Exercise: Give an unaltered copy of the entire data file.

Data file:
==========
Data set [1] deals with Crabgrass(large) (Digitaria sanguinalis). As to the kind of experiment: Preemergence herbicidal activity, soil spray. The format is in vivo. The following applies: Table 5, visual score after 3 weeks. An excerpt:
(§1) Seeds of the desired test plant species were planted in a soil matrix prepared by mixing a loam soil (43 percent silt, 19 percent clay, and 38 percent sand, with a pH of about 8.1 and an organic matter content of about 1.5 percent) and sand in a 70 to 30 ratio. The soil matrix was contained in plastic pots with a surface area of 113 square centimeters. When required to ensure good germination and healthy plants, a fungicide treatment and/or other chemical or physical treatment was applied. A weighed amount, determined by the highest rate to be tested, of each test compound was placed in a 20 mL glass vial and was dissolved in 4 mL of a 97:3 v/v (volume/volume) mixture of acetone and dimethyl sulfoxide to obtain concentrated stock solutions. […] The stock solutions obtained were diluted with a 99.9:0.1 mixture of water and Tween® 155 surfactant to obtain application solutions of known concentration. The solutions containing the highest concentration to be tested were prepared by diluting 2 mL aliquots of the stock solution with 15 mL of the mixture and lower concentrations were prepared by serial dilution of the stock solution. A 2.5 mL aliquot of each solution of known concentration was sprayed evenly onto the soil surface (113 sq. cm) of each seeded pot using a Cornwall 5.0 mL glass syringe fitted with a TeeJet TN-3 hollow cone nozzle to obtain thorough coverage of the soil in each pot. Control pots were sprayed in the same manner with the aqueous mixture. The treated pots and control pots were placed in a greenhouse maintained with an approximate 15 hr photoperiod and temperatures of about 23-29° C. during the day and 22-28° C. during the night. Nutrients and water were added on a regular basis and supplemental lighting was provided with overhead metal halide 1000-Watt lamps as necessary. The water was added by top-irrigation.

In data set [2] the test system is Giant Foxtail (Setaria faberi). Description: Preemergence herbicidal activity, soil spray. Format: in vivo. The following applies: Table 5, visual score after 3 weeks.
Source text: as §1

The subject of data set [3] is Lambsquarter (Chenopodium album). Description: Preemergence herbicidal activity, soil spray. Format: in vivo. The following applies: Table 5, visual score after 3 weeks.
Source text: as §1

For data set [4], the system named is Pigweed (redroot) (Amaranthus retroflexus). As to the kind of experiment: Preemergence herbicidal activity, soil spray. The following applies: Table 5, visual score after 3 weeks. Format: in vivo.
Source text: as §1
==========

Data set [1] deals with Crabgrass(large) (Digitaria sanguinalis). As to the kind of experiment: Preemergence herbicidal activity, soil spray. The format is in vivo. The following applies: Table 5, visual score after 3 weeks. An excerpt:
(§1) Seeds of the desired test plant species were planted in a soil matrix prepared by mixing a loam soil (43 percent silt, 19 percent clay, and 38 percent sand, with a pH of about 8.1 and an organic matter content of about 1.5 percent) and sand in a 70 to 30 ratio. The soil matrix was contained in plastic pots with a surface area of 113 square centimeters. When required to ensure good germination and healthy plants, a fungicide treatment and/or other chemical or physical treatment was applied. A weighed amount, determined by the highest rate to be tested, of each test compound was placed in a 20 mL glass vial and was dissolved in 4 mL of a 97:3 v/v (volume/volume) mixture of acetone and dimethyl sulfoxide to obtain concentrated stock solutions. […] The stock solutions obtained were diluted with a 99.9:0.1 mixture of water and Tween® 155 surfactant to obtain application solutions of known concentration. The solutions containing the highest concentration to be tested were prepared by diluting 2 mL aliquots of the stock solution with 15 mL of the mixture and lower concentrations were prepared by serial dilution of the stock solution. A 2.5 mL aliquot of each solution of known concentration was sprayed evenly onto the soil surface (113 sq. cm) of each seeded pot using a Cornwall 5.0 mL glass syringe fitted with a TeeJet TN-3 hollow cone nozzle to obtain thorough coverage of the soil in each pot. Control pots were sprayed in the same manner with the aqueous mixture. The treated pots and control pots were placed in a greenhouse maintained with an approximate 15 hr photoperiod and temperatures of about 23-29° C. during the day and 22-28° C. during the night. Nutrients and water were added on a regular basis and supplemental lighting was provided with overhead metal halide 1000-Watt lamps as necessary. The water was added by top-irrigation.

In data set [2] the test system is Giant Foxtail (Setaria faberi). Description: Preemergence herbicidal activity, soil spray. Format: in vivo. The following applies: Table 5, visual score after 3 weeks.
Source text: as §1

The subject of data set [3] is Lambsquarter (Chenopodium album). Description: Preemergence herbicidal activity, soil spray. Format: in vivo. The following applies: Table 5, visual score after 3 weeks.
Source text: as §1

For data set [4], the system named is Pigweed (redroot) (Amaranthus retroflexus). As to the kind of experiment: Preemergence herbicidal activity, soil spray. The following applies: Table 5, visual score after 3 weeks. Format: in vivo.
Source text: as §1